Elon Musk, Facebook, cryptocurrencies and "Fortnite" helped define the year in technology in 2018. Here's a look back now at the year in technology media -- in tweet form.
China is reportedly considering a new law on foreign investment that would emphasize the illegality of forced tech transfers -- the practice of which has been a major complaint from Washington amid the ongoing tariff battle between the world's two largest economies.
Following tech news can feel like living on the DMZ between a utopia and the apocalypse. We’re always one public scandal, earnings call, or product announcement away from tipping the scales in either direction. This year, both sides showed up in full force. Yes, these are the tech stories in 2018 that frightened and challenged us -- but also those that delighted, surprised, and inspired us the most.
In late November, the Justice Department unsealed indictments against eight people accused of fleecing advertisers of $36 million in two of the largest digital ad-fraud operations ever uncovered. Digital advertisers tend to want two things: people to look at their ads and “premium” websites -- i.e., established and legitimate publications -- on which to host them.
You spent 30 minutes browsing Instagram when you could have been exercising? Or playing board games with your family? Or learning a second language? You sad/selfish/lonely monster!) And yet, there exists little clear evidence that we are locked in an unambiguously harmful relationship with our devices--let alone addicted to them in any clinical sense.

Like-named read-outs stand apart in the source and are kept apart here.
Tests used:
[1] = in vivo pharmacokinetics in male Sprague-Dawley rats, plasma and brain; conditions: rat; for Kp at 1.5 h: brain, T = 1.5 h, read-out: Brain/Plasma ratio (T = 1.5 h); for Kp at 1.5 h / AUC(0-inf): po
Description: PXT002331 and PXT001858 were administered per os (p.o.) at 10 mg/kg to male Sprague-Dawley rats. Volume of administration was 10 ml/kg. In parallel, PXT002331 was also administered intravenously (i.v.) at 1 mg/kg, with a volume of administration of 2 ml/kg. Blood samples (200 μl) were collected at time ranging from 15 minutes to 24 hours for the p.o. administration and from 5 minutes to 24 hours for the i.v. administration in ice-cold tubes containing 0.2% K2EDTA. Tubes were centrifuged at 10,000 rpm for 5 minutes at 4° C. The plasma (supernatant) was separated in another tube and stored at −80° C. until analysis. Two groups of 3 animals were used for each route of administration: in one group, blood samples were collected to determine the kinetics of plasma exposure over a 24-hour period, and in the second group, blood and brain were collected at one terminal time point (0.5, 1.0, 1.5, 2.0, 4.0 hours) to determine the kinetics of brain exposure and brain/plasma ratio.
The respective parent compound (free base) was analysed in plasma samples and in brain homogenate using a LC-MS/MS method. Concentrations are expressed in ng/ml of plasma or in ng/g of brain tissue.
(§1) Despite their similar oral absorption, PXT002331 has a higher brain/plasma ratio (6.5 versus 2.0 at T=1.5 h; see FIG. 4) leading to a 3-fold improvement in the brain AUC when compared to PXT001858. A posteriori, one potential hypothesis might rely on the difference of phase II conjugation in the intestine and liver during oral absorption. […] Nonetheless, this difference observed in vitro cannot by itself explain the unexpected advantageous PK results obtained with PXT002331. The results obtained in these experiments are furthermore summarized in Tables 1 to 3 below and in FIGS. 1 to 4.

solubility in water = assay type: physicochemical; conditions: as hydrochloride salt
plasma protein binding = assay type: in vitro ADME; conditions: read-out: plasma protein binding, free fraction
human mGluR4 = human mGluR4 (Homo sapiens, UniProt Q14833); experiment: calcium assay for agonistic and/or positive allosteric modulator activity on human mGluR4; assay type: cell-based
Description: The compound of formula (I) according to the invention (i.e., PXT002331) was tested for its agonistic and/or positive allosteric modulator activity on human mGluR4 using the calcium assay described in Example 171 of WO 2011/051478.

This year’s most startling meeting of minds has been the rise of an anti-China consensus in the US. It spans Donald Trump’s White House and Congress, Republicans and Democrats, business and unions, globalists and populists. America may be at war with itself on almost everything else. But it is uniting on fear of China.
Billionaire Elon Musk envisions a world where commuting in Los Angeles is as easy as pointing a self-driving car toward an elevator platform embedded in a city street, sinking into a tunnel and zipping seamlessly beneath the traffic at speeds of up to 150 mph. So far, his company’s progress toward this goal has been a bumpier ride.
It took about 30 minutes for Williamson County commissioners to unanimously approve a roughly $16 million incentive package for Apple Tuesday morning, bringing the total amount the tech giant is likely to receive in exchange for choosing Austin as the site for its newest campus to a cool $41 million. The new addition is set to be Apple’s second campus in the Austin, Texas, area--located less than a mile from the company’s existing facility, established five years ago.
Last week, Apple announced plans to invest $1 billion building a new Austin campus that will be home to 5,000 employees initially. This week, Google announced a $1 billion investment to build a new New York City campus called Google Hudson Square.